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BLOSS C.A. Heroines of the Crusades


Sir John Froissart's Chronicles of England, France, Spain and the Ajoining Countries from the latter part of the reign of Edward II to the coronation of Henry IV in 12 volumes 

Chronicles of Enguerrand De Monstrelet (Sir John Froissart's Chronicles continuation) in 13 volumes 

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Heroines of the Crusades
page 164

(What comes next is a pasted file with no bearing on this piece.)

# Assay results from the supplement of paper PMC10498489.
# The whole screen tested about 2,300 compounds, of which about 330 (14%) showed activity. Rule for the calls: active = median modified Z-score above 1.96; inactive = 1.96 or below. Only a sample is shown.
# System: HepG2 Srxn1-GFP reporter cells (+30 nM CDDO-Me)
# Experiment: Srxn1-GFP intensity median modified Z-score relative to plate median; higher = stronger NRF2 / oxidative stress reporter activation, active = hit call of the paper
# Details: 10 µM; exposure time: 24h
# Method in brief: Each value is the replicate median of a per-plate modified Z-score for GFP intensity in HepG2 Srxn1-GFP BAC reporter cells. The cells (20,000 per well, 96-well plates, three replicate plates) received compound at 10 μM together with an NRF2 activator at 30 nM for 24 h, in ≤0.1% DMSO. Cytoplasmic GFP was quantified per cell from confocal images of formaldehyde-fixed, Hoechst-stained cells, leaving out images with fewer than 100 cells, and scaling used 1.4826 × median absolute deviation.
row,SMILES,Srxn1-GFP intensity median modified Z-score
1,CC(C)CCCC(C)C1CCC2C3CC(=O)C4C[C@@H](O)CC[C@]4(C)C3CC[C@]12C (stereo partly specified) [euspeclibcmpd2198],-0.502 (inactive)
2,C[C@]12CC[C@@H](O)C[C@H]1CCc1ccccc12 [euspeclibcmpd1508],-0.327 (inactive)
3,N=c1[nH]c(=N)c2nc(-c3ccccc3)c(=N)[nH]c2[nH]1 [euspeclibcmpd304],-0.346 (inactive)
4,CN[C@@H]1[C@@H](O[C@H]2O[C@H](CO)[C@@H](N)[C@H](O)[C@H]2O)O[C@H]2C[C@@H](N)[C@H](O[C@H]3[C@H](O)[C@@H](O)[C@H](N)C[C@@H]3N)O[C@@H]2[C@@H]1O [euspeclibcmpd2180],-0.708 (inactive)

stones that every step was marked with blood. lie entered the cathedra], descended to the crypt, knelt before the holy relics of his former friend, confessed his sins ; and then re-sorting to the chapter-house, bared his shoulders, and sub-missively and gratefully received three stripes from the knotted cords which each priest, to the number of eighty, applied for his spiritual benefit. Bleeding and faint, he again returned to the crypt, and passed the night in weary vigils upon the cold stone floor. The following morning he attended mass, and then mounted his horse and rode to London, where the fasting, fatigue and anxiety he had un-dergone threw him into a fever. Scarcely had he recover-ed, when he learned that his enemies had abandoned the idea of invading England and were concentrating their efforts upon his continental dominions, and that an army more numerous than any which Europe had seen since the expedition of the crusades, was encamped under the walls of Bouen. These circumstances made it necessary for him to embark again for France. In two successive campaigns he foiled the attempts of his rebel sons and their foreign allies, and finally brought them to demand a general pacification. The three princes engaged to pay due obedience to their father, the King of the Scots agreed to hold his crown as a fief of England, and this made it necessary for all parties to proceed to York. Peace being again restored, after a great variety of de-tentions and delays, Henry at last found himself at liberty to obey the promptings of his heart, and visit Woodstock. He endured with such patience as he could the enthusiastic greetings of the household, and at the imminent jeopardy of his secret, took his way through the pleasance. He was first alarmed by finding the concealed door in the wall wide open, and every step of his advance added to his ap-. prehensions. There were marks of a bloody struggle at the entrance to the tower, and everything within indicated that the occupants had been disturbed in the midst of their daily avocations. The rocking-horse of Prince William stood with the rein across his neck, as if the youthfnl rider ELEANOR. 173

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